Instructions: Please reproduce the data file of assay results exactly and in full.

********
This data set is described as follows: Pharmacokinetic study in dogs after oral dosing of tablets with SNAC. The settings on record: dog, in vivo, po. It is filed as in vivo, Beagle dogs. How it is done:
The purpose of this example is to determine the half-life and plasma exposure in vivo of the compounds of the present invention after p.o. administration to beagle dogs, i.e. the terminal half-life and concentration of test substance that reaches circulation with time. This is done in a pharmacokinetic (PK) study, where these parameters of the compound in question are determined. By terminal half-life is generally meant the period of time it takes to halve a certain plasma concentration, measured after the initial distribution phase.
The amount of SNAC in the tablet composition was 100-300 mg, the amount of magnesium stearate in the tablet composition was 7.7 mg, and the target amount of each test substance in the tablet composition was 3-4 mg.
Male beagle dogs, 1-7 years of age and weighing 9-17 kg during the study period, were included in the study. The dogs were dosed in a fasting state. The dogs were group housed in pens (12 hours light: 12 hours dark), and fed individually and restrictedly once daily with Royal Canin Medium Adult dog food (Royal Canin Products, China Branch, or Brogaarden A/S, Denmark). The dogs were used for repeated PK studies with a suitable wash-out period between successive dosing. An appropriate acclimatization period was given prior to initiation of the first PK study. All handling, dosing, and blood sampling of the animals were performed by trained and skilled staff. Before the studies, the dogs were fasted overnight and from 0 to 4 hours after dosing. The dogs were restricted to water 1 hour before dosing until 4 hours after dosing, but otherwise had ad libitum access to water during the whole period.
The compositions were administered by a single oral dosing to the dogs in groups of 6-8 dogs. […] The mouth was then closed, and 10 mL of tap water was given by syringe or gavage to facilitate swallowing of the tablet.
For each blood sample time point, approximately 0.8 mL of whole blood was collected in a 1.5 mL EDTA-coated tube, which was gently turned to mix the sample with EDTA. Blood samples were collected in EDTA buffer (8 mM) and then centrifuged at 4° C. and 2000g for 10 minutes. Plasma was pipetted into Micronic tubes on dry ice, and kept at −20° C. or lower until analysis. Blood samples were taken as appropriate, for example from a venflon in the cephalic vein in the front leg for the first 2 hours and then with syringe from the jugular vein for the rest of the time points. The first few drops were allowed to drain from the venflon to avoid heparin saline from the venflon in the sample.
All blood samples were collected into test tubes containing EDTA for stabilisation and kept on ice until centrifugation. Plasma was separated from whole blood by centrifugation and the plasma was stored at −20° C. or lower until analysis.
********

This data set is described as follows: Pharmacokinetic study in dogs after oral dosing of tablets with SNAC. The settings on record: dog, in vivo, po. It is filed as in vivo, Beagle dogs. How it is done:
The purpose of this example is to determine the half-life and plasma exposure in vivo of the compounds of the present invention after p.o. administration to beagle dogs, i.e. the terminal half-life and concentration of test substance that reaches circulation with time. This is done in a pharmacokinetic (PK) study, where these parameters of the compound in question are determined. By terminal half-life is generally meant the period of time it takes to halve a certain plasma concentration, measured after the initial distribution phase.
The amount of SNAC in the tablet composition was 100-300 mg, the amount of magnesium stearate in the tablet composition was 7.7 mg, and the target amount of each test substance in the tablet composition was 3-4 mg.
Male beagle dogs, 1-7 years of age and weighing 9-17 kg during the study period, were included in the study. The dogs were dosed in a fasting state. The dogs were group housed in pens (12 hours light: 12 hours dark), and fed individually and restrictedly once daily with Royal Canin Medium Adult dog food (Royal Canin Products, China Branch, or Brogaarden A/S, Denmark). The dogs were used for repeated PK studies with a suitable wash-out period between successive dosing. An appropriate acclimatization period was given prior to initiation of the first PK study. All handling, dosing, and blood sampling of the animals were performed by trained and skilled staff. Before the studies, the dogs were fasted overnight and from 0 to 4 hours after dosing. The dogs were restricted to water 1 hour before dosing until 4 hours after dosing, but otherwise had ad libitum access to water during the whole period.
The compositions were administered by a single oral dosing to the dogs in groups of 6-8 dogs. […] The mouth was then closed, and 10 mL of tap water was given by syringe or gavage to facilitate swallowing of the tablet.
For each blood sample time point, approximately 0.8 mL of whole blood was collected in a 1.5 mL EDTA-coated tube, which was gently turned to mix the sample with EDTA. Blood samples were collected in EDTA buffer (8 mM) and then centrifuged at 4° C. and 2000g for 10 minutes. Plasma was pipetted into Micronic tubes on dry ice, and kept at −20° C. or lower until analysis. Blood samples were taken as appropriate, for example from a venflon in the cephalic vein in the front leg for the first 2 hours and then with syringe from the jugular vein for the rest of the time points. The first few drops were allowed to drain from the venflon to avoid heparin saline from the venflon in the sample.
All blood samples were collected into test tubes containing EDTA for stabilisation and kept on ice until centrifugation. Plasma was separated from whole blood by centrifugation and the plasma was stored at −20° C. or lower until analysis.